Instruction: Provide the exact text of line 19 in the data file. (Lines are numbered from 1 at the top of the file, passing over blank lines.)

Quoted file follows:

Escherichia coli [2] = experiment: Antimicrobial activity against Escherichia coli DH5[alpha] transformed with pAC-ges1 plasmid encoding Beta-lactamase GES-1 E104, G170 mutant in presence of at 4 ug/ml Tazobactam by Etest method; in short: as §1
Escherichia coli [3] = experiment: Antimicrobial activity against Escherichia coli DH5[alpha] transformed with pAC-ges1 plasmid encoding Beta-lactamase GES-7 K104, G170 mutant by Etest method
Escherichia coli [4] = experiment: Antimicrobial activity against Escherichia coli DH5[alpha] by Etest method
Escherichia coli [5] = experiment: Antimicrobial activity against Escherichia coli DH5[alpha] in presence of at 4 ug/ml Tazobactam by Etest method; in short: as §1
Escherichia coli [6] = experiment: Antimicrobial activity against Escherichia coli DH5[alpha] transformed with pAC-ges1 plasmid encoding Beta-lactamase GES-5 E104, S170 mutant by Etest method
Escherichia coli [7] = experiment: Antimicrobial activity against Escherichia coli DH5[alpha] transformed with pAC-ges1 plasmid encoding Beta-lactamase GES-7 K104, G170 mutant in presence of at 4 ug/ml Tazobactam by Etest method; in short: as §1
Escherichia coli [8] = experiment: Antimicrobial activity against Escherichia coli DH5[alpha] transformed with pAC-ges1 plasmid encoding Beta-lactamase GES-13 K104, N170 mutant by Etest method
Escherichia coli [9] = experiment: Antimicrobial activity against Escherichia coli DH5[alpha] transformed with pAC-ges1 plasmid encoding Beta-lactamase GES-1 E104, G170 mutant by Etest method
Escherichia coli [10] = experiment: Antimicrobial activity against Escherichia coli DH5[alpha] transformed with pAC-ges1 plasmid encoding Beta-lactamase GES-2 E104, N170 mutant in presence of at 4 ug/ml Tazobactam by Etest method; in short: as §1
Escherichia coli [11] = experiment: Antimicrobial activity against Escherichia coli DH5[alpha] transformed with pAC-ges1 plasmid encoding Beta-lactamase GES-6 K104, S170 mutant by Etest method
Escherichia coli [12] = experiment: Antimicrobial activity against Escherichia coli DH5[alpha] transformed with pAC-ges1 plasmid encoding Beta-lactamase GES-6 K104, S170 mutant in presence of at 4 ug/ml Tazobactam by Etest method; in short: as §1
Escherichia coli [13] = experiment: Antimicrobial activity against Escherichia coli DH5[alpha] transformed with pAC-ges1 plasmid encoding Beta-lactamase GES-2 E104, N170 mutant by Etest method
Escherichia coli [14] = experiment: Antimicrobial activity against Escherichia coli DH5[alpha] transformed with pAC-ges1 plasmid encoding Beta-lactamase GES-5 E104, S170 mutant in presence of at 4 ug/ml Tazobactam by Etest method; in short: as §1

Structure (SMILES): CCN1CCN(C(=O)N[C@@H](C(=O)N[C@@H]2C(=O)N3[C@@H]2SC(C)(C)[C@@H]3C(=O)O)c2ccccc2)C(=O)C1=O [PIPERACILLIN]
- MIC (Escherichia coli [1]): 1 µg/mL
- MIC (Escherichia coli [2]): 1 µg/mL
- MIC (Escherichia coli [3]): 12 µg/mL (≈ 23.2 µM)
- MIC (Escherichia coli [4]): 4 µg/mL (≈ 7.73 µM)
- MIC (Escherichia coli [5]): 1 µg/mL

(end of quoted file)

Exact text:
- MIC (Escherichia coli [5]): 1 µg/mL